The Oak Island Water Rescue team saved its first life of the 2019 season last Monday when members retrieved a child blown far offshore on an oversized pool float.

Just before noon, emergency dispatchers got a call that an 8-year-old boy from Ohio was helplessly adrift at sea about a half-mile offshore from SE 37th Street. The child, who can’t swim, got caught by a north wind that quickly pushed him and a six-by-eight-foot unicorn pool float away from family and friends enjoying a day on the beach.

Waves that day were miniscule, with a shore break of about one foot. The biggest factor, witnesses said, was a steady north breeze, which makes Oak Island’s south-facing beaches deceptively calm. Local boaters know that past the surf zone, the north wind can be challenging.

The child was playing in the float along the shore with about a dozen people nearby, said Tony Young, chief of Oak Island Water Rescue. “There were at least five people right around him and they were laughing when the waves rocked him and bounced the float off the sand,” Young said.

A larger wave broke and pulled the float farther from shore. Then, the longshore current starting moving the boy and the float parallel to the strand, Young said.

Young said the boy’s father left his chair to catch the child, but the wind quickly moved the float seaward of the small surf zone. The father jumped in and swam toward the float but couldn’t catch the boy, Young said.

The boy’s uncle - a strong swimmer - also jumped in and tried to catch the boy and float but couldn’t reach him.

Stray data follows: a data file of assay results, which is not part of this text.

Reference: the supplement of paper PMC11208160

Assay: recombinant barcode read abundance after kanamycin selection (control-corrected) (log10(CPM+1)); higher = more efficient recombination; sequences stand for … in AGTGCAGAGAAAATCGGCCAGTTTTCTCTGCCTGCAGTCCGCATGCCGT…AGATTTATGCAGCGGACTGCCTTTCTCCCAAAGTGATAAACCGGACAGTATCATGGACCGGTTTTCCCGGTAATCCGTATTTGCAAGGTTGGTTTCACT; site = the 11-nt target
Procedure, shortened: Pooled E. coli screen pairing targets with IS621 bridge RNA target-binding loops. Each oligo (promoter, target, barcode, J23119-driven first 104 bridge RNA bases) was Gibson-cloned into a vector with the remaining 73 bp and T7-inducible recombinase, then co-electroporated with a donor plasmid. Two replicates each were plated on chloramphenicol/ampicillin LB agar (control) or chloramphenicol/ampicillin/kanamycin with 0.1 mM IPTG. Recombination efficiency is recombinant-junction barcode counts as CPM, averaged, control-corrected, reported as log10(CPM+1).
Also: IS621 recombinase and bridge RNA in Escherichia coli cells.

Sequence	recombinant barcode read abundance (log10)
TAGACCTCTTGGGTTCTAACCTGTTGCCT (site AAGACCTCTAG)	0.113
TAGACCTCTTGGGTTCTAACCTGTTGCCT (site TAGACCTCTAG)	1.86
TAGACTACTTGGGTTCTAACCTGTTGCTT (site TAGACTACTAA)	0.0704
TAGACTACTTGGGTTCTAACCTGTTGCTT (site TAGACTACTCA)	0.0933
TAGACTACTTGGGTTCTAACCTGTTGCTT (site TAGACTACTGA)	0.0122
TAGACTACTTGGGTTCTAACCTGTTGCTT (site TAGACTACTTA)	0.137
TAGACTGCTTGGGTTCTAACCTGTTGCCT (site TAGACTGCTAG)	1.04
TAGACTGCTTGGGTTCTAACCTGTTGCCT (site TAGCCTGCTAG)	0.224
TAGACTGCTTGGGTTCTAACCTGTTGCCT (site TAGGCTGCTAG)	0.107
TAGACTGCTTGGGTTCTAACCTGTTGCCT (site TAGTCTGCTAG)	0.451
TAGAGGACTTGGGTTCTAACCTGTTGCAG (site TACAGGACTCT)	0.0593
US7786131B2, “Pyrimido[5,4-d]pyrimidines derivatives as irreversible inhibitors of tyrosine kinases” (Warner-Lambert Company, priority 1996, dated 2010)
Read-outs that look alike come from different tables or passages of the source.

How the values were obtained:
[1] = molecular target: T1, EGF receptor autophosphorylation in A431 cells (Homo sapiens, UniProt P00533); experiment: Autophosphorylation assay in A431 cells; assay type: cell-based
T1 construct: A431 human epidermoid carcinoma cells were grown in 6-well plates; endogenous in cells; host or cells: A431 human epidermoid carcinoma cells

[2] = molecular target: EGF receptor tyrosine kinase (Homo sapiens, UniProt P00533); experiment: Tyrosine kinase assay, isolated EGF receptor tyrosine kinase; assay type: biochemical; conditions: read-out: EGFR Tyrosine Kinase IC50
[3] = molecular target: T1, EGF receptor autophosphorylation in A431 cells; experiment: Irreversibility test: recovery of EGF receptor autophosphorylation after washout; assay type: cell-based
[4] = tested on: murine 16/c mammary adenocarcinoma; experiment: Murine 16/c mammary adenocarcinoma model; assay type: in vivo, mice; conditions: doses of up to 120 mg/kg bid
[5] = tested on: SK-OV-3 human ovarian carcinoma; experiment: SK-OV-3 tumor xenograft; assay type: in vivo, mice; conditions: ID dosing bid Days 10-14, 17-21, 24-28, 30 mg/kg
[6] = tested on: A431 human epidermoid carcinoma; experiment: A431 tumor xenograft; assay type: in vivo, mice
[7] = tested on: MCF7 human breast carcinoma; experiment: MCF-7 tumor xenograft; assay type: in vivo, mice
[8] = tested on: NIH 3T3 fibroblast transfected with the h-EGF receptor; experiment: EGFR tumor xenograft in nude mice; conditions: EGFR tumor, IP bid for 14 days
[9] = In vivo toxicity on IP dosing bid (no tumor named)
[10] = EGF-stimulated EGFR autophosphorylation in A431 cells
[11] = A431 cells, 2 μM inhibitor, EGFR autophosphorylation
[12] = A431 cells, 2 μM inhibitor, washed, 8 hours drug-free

Young said the less-than-energetic surf zone and north wind worked against the youngster and a pool float that can hold several people.

“That thing acted like a big ole’ sail,” Young said. “It happened very quickly and the family did the right thing by calling ‘911’ right away.”

Police, firefighters and Water Rescue responded. The scene is less than a mile from the headquarters of Water Rescue, whose members launched a surf boat.

At one point, the child’s mother told responders she believed the float was beginning to deflate and it was so far out that she could see only the top of the “unicorn head.”

Team members retrieved the child and float less than 10 minutes after launching and brought the victim back to his parents, who were “very shook up,” Young reported.

The chief suggested that beach-goers leave pool tools at the pool or let children play with them in tidal pools, not the open ocean. Otherwise, it’s smart to tie off floats with a rope and anchor, or simple tie them to a large bucket filled with sand.

Water Rescue had several calls last season about floats blown out to sea, with no details about whether someone was on them.

“The reason we launched our surf boat then was because I said ‘One day it’ll be a little kid hanging on to that float” and sure enough, it happened,” Young said.

The lesson is to be aware and don’t treat the ocean like a giant pool, even on deceptively calm days with small waves, Young said.